Learn how to play the backhand block in Table Tennis. This coaching lesson is proudly brought to you by PingSkills.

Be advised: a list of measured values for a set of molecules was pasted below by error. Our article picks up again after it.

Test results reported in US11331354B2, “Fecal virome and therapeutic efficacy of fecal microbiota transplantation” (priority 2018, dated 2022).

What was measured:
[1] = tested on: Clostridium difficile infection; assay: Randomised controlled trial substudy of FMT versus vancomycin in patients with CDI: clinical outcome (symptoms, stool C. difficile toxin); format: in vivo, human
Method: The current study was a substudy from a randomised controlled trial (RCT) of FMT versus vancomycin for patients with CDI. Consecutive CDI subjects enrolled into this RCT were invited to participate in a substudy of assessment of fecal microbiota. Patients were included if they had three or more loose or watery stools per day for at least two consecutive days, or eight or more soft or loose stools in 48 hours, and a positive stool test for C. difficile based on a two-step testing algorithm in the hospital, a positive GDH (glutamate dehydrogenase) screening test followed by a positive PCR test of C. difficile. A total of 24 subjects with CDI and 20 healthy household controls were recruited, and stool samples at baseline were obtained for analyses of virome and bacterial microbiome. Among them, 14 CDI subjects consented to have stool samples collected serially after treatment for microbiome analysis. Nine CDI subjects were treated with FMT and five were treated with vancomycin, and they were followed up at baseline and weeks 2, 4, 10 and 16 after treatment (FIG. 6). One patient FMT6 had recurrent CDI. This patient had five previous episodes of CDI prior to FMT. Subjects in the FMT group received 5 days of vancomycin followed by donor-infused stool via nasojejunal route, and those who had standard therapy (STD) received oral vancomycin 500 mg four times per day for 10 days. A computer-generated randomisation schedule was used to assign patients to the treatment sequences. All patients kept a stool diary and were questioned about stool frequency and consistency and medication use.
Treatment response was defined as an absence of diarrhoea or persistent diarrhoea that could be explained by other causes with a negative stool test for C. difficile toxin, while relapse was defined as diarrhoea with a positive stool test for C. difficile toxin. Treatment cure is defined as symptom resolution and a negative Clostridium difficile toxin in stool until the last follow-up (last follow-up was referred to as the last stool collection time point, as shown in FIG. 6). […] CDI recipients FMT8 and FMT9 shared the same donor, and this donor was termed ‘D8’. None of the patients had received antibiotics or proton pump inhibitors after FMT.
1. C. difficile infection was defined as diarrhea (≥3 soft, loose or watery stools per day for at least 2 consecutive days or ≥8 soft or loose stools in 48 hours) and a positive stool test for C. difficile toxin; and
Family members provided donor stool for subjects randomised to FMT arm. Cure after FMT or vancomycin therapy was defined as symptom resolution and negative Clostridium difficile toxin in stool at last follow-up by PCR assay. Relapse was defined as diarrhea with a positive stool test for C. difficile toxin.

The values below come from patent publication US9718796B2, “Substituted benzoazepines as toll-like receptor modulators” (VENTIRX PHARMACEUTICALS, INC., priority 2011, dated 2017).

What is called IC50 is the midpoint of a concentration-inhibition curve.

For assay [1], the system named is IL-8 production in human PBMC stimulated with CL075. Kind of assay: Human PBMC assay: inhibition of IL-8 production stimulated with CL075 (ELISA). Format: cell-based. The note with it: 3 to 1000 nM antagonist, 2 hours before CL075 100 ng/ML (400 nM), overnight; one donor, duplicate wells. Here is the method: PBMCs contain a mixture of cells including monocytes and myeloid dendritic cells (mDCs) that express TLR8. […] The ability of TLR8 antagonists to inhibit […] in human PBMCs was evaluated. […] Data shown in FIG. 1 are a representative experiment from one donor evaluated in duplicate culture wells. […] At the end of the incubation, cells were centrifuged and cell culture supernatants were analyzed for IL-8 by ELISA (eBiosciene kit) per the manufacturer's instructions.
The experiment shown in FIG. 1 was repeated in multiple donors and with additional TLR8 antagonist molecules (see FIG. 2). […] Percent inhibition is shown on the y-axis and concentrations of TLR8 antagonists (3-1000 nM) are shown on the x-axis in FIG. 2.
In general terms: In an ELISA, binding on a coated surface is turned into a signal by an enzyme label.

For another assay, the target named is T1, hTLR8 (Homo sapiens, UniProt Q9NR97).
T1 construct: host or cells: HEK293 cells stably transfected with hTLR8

Have you been wondering what to do if your opponent top spins the ball into your back hand. I am Alois Rosario from pingskills.com and today we are going to show you the backhand block. The backhand block is the shorter version of the backhand category. The backhand category you start here and go all the way through. Whereas the backhand block is a shorter stroke. Why is it shorter? There is two main reasons, the first one is that you don't need to generate your own pace because your opponent is with the top spin on the ball for you. The other thing is that you often don't have enough time to play a full stroke. When your opponent is attacking you, you just have time to defend with a shorter stroke. Start with your bat nice and flat and get your bat to come straight through the ball and punch it at the direction that you want the ball to go. If you take a better way you can see the L, the L that's made with your thumb and pointed finger and that punches straight through the ball. With the backhand block you are using the pace of the top spin to block the ball back, the stroke isn't very weak, you are just pushing the ball forward using the pace of the top spin. You can extend the backhand block into a punch by just generating your own pace now and punching the ball forward with your bat. The starting angle of your bat will change depending on the amount of top spin that your opponent has placed on the ball, the more top spin they have put on it, the more you come over the ball so that the ball can go down on the table. If they have less top spin, you can open your bat up and punch it more forward. So for more top spin, over the ball with your bat. The less top spin, open your bat up. Your feet position for the backhand block is facing towards where you want the ball to go. You need to be very balanced so that you can block the ball consistently.